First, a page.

My current research goal is to contribute to a better understanding of the contributions of microbial diversity to ecosystem functioning. Specifically, I aim at gaining new insights into the relationships between soil structure, microbial community composition and ecosystem carbon cycling by combining lab experiments and field-surveys.


I am a Ph.D. student in the Interdepartmental Microbiology program. My research focuses on determining the key microbial organisms involved in C cycling, particularly cellulose degradation. I use a combination of field experiments, to determine the impact of plant/soil interactions on microbial cellulose degradation, and lab incubations with fluorescently labeled cellulose nanocrystals to directly determine the key microbes involved in C cycling.

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I am a Research Associate II in Kirsten Hofmockel’s lab and am responsible for organization and coordination of the day-to-day lab and fieldwork activities for the postdoctoral researchers, graduate students, and undergraduate research assistants. My background is in microbial ecology with an interest in how microbial diversity and function in a broad range of ecosystems is impacted by human activities such as agriculture, eutrophication and climate change.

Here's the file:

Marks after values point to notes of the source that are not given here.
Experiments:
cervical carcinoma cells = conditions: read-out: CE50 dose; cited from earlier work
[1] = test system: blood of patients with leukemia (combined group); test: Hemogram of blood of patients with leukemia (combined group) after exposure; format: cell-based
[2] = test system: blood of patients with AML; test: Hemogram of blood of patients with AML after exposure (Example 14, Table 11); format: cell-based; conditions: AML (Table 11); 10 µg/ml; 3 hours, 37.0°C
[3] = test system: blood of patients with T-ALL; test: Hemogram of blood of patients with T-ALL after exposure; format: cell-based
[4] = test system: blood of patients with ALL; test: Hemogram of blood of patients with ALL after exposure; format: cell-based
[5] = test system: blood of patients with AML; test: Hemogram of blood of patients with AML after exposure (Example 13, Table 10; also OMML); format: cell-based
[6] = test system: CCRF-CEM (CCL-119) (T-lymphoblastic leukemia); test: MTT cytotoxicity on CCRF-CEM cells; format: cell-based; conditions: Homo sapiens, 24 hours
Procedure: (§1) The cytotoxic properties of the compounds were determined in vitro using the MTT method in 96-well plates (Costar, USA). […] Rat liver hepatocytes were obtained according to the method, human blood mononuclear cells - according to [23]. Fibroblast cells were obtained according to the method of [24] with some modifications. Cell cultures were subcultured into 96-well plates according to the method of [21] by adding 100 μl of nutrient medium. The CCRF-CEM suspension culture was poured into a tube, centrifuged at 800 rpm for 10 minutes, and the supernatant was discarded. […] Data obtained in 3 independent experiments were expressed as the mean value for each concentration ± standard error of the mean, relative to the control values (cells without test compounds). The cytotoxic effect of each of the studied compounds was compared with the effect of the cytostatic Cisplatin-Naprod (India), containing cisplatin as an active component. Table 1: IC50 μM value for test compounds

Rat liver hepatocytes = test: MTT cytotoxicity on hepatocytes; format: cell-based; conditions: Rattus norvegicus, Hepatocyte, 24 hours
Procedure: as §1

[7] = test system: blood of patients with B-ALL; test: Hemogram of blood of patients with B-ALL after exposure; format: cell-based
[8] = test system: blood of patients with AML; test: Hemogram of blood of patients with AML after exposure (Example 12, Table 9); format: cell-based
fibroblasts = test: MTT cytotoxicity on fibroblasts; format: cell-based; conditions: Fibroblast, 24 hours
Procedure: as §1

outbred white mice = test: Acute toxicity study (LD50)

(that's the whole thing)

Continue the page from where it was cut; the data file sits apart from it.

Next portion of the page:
I am a microbial ecologist in Kirsten Hofmockel’s lab with broad interests in ecosystem processes, microbial communities, plant-microbe symbiotic relationships, and nutrient cycling.
More specifically, my research focuses on the long-term consequences of organic amendments and crop-system diversification on soil microbial community composition, as well as the metabolically active populations involved in carbon and nitrogen transformations.
By combining microcosm experiments with high-throughput sequencing methods, I aim to provide valuable knowledge about how microbial diversity regulates nutrient cycling, allowing us to develop sustainable management strategies that maintain crop yields whilst guarding ecological integrity.

I am a Postdoctoral Fellow associated with the Hofmockel lab. I am an ecologist working at the interface of above- and below-ground communities. My interests include ecosystem ecology, biogeochemistry, climate change, and invasive species. Through my research program, I examine local, mechanism-driven questions, which have advanced ecological theory regarding microbial community function, and landscape-level biogeochemical inquiries that relate to land management. Overall, my work builds on our understanding of how soil decomposer community function will change with shifting plant communities and climate. This is critical for creating realistic C and N budgets at local and regional scales. Because this work examines biogeochemical effects across the landscape, it will help us to better understand impacts to hydrological and atmospheric systems as well as human populations. Ultimately, I hope that my work will contribute to more informed land-use and policy decisions.

Personal website:

I'm a post-doc with Brian Wilsey and Kirsten Hofmockel. I am interested in belowground carbon processes in response to climate change and land use.